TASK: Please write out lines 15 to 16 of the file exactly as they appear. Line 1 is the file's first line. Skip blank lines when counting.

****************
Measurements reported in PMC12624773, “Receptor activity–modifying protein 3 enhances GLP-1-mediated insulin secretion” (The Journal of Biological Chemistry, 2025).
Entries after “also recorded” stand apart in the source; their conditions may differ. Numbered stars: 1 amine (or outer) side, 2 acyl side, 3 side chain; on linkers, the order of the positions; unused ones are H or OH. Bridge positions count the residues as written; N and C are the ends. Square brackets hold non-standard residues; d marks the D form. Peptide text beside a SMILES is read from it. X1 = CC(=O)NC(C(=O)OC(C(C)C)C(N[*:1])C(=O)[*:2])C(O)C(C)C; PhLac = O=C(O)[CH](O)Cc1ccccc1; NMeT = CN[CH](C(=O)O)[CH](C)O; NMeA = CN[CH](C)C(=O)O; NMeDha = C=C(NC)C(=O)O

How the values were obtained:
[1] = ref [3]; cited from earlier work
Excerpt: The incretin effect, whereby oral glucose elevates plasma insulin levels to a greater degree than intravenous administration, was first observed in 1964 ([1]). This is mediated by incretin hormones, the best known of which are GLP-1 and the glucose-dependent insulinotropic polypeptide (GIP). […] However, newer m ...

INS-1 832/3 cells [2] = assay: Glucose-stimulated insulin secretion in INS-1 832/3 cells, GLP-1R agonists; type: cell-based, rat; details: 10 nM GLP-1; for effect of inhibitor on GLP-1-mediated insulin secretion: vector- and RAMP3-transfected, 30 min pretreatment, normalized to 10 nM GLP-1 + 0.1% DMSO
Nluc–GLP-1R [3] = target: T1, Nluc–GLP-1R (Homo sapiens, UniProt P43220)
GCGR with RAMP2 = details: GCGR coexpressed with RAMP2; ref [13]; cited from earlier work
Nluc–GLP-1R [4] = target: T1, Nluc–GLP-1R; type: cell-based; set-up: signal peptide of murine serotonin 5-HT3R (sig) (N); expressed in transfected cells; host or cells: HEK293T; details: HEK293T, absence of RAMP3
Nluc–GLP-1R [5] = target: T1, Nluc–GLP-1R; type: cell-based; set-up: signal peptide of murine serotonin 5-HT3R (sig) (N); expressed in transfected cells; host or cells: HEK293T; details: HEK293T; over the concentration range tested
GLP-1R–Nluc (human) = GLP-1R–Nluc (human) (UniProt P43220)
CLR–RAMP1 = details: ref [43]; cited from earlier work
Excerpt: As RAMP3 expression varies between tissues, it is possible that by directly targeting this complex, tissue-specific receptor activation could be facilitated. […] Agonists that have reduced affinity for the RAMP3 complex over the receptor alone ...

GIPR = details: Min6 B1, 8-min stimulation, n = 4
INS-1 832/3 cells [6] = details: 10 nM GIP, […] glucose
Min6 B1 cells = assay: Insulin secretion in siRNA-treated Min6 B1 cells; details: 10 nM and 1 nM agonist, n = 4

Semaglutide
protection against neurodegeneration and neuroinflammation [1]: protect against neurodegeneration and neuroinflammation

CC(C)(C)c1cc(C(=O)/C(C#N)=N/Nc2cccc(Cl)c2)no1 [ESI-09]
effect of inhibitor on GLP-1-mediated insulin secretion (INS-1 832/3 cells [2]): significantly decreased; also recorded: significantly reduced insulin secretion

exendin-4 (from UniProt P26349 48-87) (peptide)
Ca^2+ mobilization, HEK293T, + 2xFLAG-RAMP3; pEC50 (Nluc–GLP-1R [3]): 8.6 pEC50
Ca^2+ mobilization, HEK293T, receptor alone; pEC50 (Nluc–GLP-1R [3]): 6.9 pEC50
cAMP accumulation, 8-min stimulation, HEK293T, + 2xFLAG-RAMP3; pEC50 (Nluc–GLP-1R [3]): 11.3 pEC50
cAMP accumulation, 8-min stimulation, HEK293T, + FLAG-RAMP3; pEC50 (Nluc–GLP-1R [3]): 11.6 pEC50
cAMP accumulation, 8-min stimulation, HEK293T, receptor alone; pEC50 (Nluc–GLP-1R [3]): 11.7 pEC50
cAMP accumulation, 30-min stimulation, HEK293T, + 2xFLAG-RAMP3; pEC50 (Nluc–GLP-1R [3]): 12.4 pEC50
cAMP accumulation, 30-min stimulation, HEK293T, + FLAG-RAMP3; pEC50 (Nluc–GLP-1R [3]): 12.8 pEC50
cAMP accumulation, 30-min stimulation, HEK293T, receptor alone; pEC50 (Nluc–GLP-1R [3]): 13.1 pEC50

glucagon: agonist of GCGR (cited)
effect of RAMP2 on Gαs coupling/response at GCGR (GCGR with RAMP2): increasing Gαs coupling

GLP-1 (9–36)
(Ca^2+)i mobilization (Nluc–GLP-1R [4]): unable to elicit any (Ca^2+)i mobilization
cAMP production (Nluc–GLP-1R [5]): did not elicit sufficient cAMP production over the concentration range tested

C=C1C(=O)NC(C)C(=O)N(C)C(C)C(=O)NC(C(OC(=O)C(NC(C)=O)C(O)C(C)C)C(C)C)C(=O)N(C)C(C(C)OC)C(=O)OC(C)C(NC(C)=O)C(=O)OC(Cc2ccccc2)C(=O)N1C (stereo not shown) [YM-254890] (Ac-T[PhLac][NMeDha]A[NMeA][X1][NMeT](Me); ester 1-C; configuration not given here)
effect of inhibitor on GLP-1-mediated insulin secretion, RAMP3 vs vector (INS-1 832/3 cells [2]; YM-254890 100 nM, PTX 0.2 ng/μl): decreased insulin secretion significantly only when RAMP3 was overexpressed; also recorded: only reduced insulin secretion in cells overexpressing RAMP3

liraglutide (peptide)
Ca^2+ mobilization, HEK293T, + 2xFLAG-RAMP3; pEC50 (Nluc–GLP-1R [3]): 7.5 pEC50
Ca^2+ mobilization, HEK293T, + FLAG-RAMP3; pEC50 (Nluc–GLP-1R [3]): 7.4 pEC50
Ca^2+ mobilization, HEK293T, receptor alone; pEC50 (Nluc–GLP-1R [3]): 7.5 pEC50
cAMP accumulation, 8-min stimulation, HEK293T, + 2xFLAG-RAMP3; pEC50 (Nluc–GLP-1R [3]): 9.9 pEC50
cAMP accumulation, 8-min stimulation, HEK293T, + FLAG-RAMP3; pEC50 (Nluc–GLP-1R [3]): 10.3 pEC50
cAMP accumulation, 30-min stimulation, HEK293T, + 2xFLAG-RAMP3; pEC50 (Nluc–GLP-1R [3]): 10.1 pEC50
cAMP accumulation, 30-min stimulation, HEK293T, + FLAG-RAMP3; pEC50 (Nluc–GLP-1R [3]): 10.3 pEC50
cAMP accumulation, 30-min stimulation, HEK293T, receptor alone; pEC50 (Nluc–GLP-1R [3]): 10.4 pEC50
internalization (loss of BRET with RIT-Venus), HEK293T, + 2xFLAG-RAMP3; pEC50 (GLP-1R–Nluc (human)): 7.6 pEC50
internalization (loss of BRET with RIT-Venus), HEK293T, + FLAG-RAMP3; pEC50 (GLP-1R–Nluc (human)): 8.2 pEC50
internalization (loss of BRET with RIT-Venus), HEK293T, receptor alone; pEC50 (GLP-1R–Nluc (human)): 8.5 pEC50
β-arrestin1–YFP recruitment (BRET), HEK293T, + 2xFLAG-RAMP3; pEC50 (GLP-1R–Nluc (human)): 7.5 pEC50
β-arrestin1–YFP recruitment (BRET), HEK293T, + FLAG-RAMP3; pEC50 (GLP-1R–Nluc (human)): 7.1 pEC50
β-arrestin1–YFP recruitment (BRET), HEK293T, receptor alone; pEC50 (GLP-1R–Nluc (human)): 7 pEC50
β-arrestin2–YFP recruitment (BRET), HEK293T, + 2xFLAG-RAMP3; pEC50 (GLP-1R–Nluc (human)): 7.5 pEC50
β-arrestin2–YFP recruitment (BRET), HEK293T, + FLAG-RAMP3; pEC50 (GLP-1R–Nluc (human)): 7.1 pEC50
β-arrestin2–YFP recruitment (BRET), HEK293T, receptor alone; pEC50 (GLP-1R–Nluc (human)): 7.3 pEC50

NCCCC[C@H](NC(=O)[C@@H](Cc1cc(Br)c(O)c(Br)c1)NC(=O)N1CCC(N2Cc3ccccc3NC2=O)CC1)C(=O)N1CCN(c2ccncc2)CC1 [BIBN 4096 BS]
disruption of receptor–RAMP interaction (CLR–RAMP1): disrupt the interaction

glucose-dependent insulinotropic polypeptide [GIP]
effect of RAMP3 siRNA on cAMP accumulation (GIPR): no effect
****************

INS-1 832/3 cells [6] = details: 10 nM GIP, […] glucose
Min6 B1 cells = assay: Insulin secretion in siRNA-treated Min6 B1 cells; details: 10 nM and 1 nM agonist, n = 4